Submitted by Charles Hugh-Smith of OfTwoMinds blog,
Resets occur when the price of everything that has been repressed, manipulated or obscured is repriced.
The global financial system will reset in 2014-2015, regardless of official pronouncements and financial media propaganda hyping the "recovery." Despite the wide spectrum of forecasts (from rosy to stormy), nobody knows precisely what will transpire in 2014-2015, so we must remain circumspect about any and all predictions– especially our own.
Even as we are mindful of the risks of a forecast being wrong (and the righteous humility that befits any analysis), it seems increasingly self-evident that financial systems around the world are reaching extremes that generally presage violent resets to new equilibria–typically at much lower levels of complexity and energy consumption.
John Michael Greer has described the process of descending stair-step resets (my description, not his) as catabolic collapse. The system resets at a lower level and maintains the new equilibrium for some time before the next crisis/system failure triggers another reset.
There is much systems-analysis intelligence in Greer's concept: systems without interactive feedbacks may collapse suddenly in a heap, but more complex systems tend to stair-step down in a series of resets to lower levels of consumption and complexity–for example, the Roman Empire, which reset many times before reaching the near-collapse level of phantom legions, full-strength on official documents, defending phantom borders.
In the present, we can expect the overly costly, complex, inefficient, fraud-riddled U.S. sickcare (i.e. "healthcare") system to reset as providers (i.e. doctors and physicians' groups) opt out of ObamaCare, Medicare and Medicaid; like the phantom armies defending phantom borders of the crumbling Empire, the vast, centralized empire of sickcare will remain officially at full strength, but few will be able to find caregivers willing to provide care within the systems.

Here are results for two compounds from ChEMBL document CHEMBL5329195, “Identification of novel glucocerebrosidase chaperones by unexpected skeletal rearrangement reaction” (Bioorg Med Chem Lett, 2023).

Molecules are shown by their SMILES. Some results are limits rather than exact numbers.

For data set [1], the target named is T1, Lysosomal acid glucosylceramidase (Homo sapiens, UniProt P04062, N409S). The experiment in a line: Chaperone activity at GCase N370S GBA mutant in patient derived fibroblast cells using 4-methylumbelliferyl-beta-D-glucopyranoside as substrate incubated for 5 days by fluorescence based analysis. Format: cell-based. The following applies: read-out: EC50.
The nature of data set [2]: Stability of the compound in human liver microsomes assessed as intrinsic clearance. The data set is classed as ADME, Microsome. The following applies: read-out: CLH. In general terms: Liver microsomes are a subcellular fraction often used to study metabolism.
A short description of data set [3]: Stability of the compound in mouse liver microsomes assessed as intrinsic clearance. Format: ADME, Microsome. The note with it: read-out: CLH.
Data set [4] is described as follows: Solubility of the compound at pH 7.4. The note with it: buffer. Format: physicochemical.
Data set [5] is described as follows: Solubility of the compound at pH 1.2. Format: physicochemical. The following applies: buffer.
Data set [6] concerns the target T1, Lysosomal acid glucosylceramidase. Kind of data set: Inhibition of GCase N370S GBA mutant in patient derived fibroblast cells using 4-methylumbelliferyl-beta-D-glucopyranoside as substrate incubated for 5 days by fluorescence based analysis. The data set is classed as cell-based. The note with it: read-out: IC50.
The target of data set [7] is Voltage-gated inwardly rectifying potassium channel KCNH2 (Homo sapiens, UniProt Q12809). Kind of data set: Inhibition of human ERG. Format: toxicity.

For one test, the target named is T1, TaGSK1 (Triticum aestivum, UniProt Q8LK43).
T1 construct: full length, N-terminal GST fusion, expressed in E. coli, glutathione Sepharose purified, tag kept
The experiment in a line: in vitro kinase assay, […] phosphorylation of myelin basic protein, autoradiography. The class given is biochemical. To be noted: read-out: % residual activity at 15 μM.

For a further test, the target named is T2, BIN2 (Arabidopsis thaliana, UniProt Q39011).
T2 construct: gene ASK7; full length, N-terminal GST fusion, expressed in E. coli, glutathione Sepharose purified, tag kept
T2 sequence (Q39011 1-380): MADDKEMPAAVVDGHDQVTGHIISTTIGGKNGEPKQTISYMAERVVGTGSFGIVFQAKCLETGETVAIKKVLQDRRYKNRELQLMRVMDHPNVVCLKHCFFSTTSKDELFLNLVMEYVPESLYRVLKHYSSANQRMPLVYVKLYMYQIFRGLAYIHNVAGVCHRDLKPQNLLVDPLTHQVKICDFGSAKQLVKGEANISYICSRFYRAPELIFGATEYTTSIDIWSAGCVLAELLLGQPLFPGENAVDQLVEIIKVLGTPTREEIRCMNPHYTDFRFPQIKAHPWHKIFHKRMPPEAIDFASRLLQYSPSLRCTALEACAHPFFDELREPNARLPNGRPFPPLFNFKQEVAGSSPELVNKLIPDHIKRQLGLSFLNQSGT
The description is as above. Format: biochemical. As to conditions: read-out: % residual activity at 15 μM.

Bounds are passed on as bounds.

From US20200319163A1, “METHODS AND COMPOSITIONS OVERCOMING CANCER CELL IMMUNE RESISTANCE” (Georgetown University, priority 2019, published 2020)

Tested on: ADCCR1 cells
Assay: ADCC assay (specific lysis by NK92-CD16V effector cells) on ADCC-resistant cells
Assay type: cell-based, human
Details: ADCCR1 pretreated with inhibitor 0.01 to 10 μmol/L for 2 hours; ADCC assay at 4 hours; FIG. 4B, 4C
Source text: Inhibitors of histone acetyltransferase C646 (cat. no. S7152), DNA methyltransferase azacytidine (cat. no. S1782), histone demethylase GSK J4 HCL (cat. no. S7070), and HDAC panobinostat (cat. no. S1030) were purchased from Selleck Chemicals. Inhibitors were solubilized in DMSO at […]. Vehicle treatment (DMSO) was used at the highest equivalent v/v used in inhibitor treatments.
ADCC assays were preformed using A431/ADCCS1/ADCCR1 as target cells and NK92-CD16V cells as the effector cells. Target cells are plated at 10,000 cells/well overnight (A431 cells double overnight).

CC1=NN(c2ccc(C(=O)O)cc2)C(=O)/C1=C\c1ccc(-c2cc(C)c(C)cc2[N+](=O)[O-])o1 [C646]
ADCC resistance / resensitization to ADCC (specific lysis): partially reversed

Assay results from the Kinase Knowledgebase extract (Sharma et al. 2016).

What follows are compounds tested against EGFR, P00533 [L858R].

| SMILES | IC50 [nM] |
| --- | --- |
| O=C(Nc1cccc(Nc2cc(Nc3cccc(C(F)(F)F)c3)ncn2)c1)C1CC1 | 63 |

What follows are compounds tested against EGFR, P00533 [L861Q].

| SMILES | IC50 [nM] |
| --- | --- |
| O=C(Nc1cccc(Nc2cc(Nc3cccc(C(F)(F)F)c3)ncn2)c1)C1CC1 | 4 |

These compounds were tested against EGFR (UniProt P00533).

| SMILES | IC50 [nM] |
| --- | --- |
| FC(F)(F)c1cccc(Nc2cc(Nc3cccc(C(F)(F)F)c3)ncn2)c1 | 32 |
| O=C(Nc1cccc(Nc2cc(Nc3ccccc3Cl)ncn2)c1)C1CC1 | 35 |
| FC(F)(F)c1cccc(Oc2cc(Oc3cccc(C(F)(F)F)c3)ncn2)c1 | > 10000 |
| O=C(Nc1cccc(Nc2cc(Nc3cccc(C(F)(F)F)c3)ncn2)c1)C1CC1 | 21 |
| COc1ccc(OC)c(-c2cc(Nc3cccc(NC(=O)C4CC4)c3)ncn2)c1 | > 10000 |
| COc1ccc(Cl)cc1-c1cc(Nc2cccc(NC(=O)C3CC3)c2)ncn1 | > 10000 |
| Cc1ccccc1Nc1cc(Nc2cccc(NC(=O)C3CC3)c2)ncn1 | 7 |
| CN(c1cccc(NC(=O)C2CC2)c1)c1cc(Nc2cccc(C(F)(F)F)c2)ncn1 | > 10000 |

Just as much of the collateral supporting the stock, bond and housing bubbles is phantom, many other centralized systems will reset to phantom status. As local and state governments' revenues are increasingly diverted to fund public union employees' sickcare and pension benefits, the services provided by government will decline as the number of retirees swells and the number of government employees actually filling potholes, etc. drops.
Local government will offer services that are increasingly phantom, as stagnating tax revenues fund benefits for retirees rather than current services. On paper, cities will remain responsible for filling potholes, but in the real world, the potholes will go unfilled. In response, cities will ask taxpayers to approve bonds that cost triple the price of pay-as-you-go pothole filling, as a way to dodge the inevitable conflict between government retirees benefits and taxpayers burdened with decaying streets, schools, etc. and ever-higher taxes.
As for phantom collateral–the real value of the collateral will be undiscovered until people start selling assets in earnest. As long as everyone is buying, the phantom nature of the collateral is masked; it's only when everyone tries to get their money out of asset bubbles is the actual value of the underlying collateral discovered.
When assets go bidless, i.e. there are no buyers at any price, the phantom nature of the supposedly solid collateral is revealed. Price discovery is one way of describing reset; transparent pricing of risk is another way of saying the same thing.
When risk has been mispriced via state guarantees, fraud, willful obfuscation, complexity fortresses, etc., then the repricing of risk also resets the system.
Resets occur when the price of everything that has been repressed, manipulated or obscured is repriced. The greater the manipulation and financial repression, the more violent the reset. What been manipulated, obscured or repressed? Virtually everything: risk, credit, assets, labor, currency, you name it. Everything that has been manipulated by central banks and central states will be repriced.
Trust is difficult to price. Every reset erodes trust in the capacity of the centralized status quo to manipulate/repress price to its liking. Once trust in the system is lost, it cannot be purchased at any cost.
via Zero Hedge http://feedproxy.google.com/~r/zerohedge/feed/~3/3MvYptdNzTQ/story01.htm Tyler Durden